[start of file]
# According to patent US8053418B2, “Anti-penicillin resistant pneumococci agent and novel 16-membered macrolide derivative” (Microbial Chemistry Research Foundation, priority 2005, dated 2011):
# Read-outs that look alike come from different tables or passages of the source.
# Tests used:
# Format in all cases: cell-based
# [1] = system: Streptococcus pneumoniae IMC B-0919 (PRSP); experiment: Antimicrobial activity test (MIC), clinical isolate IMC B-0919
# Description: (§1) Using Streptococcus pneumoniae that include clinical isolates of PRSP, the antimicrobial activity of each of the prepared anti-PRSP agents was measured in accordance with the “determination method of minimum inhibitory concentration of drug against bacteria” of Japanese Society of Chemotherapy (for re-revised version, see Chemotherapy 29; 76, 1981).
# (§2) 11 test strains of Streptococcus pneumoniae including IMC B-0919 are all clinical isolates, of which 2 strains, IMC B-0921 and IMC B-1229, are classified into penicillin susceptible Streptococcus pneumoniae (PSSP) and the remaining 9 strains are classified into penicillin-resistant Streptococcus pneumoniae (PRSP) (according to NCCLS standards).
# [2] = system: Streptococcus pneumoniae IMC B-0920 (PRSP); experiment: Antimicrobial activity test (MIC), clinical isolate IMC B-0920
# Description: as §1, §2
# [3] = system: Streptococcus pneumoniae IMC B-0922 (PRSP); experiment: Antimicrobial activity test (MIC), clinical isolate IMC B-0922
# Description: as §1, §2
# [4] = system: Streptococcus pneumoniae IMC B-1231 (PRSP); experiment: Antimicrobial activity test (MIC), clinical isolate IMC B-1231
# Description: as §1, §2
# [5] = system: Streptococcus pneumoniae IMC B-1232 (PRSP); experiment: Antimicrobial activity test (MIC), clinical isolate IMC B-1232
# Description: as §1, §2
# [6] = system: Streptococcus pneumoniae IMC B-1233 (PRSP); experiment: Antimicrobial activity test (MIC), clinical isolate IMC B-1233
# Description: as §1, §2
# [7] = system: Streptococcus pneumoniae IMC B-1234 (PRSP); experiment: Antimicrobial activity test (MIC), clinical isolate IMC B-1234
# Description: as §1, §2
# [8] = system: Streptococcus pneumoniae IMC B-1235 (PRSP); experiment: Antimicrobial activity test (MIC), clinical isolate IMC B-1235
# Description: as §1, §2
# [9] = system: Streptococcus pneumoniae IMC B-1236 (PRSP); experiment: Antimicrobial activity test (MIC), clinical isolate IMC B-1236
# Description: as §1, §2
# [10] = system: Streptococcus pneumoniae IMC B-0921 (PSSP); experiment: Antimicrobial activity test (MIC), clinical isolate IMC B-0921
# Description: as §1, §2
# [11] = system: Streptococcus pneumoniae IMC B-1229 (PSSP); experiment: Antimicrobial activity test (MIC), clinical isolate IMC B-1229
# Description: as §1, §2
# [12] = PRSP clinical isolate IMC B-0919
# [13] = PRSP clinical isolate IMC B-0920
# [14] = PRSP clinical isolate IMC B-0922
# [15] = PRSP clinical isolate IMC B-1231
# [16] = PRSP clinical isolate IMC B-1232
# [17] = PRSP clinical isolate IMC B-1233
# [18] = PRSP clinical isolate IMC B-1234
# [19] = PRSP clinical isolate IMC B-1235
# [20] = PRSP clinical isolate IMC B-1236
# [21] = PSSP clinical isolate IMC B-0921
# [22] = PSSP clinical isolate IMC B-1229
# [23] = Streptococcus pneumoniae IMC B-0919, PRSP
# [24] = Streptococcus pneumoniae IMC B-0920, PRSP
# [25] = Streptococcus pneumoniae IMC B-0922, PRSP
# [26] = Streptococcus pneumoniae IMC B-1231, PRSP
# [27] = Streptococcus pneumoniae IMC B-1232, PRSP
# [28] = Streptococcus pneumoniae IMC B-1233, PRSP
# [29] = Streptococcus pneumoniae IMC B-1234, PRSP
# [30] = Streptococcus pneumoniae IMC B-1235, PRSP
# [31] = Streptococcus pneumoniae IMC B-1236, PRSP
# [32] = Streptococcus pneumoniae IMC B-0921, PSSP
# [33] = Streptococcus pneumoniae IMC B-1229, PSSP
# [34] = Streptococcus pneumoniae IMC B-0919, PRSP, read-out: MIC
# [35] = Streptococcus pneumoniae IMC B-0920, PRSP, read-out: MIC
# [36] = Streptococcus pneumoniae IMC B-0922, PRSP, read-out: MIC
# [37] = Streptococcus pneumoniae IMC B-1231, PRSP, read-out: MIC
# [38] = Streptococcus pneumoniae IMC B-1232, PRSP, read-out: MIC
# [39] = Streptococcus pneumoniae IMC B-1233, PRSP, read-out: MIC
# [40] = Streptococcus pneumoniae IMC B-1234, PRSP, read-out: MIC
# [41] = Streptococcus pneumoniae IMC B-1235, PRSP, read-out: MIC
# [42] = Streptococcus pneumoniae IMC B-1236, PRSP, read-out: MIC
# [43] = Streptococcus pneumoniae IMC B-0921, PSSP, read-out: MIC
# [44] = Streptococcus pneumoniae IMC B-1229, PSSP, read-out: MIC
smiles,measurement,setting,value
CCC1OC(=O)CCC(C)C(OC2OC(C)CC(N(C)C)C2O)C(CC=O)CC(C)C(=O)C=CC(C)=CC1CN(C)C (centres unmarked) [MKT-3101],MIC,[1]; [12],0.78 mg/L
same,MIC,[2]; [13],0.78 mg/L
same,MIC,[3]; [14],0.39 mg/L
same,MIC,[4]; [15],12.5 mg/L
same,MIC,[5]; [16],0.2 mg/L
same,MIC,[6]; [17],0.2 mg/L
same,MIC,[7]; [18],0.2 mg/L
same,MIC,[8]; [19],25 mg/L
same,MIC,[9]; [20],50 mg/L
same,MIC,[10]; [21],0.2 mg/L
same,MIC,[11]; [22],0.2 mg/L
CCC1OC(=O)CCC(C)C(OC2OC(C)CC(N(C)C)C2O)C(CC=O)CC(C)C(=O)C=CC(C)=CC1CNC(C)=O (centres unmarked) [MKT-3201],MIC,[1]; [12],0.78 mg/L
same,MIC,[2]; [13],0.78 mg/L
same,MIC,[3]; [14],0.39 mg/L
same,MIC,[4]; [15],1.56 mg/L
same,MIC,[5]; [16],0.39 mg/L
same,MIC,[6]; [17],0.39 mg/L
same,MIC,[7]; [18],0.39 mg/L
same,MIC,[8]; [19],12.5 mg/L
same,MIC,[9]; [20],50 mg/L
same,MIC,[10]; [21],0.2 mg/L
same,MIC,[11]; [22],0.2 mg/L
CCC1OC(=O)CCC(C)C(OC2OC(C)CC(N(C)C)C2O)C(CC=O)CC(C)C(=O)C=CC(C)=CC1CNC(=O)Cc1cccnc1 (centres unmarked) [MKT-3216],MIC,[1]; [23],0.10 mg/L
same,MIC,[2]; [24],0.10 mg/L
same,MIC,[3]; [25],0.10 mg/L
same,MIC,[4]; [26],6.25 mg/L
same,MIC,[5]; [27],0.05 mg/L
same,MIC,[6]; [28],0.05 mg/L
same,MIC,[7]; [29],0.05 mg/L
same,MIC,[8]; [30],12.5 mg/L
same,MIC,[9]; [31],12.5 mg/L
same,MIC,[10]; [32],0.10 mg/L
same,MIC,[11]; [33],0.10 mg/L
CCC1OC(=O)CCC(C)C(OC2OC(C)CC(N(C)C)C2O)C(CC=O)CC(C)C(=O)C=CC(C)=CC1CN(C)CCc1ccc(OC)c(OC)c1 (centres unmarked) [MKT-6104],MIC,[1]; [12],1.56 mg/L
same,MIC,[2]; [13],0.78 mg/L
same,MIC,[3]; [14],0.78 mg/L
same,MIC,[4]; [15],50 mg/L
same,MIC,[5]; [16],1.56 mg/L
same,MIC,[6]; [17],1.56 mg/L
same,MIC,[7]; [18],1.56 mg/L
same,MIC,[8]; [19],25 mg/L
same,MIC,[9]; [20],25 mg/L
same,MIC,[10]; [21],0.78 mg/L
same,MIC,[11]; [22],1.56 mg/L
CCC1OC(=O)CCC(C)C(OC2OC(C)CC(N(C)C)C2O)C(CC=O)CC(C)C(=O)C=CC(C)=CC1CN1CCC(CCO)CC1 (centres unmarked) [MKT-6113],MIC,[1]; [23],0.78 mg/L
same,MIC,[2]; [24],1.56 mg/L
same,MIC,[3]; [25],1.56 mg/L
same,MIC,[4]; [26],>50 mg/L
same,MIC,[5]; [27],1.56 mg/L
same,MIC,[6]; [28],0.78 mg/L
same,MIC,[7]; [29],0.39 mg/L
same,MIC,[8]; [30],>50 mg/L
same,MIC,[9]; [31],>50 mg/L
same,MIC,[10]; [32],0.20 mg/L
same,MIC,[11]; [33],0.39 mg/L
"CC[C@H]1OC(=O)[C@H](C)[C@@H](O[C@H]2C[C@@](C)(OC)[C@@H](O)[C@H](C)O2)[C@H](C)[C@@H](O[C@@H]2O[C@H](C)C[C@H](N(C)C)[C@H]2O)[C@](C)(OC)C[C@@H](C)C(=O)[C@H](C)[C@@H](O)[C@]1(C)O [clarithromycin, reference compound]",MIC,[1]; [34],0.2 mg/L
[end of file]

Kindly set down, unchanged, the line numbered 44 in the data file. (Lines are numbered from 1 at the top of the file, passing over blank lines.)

# [28] = Streptococcus pneumoniae IMC B-1233, PRSP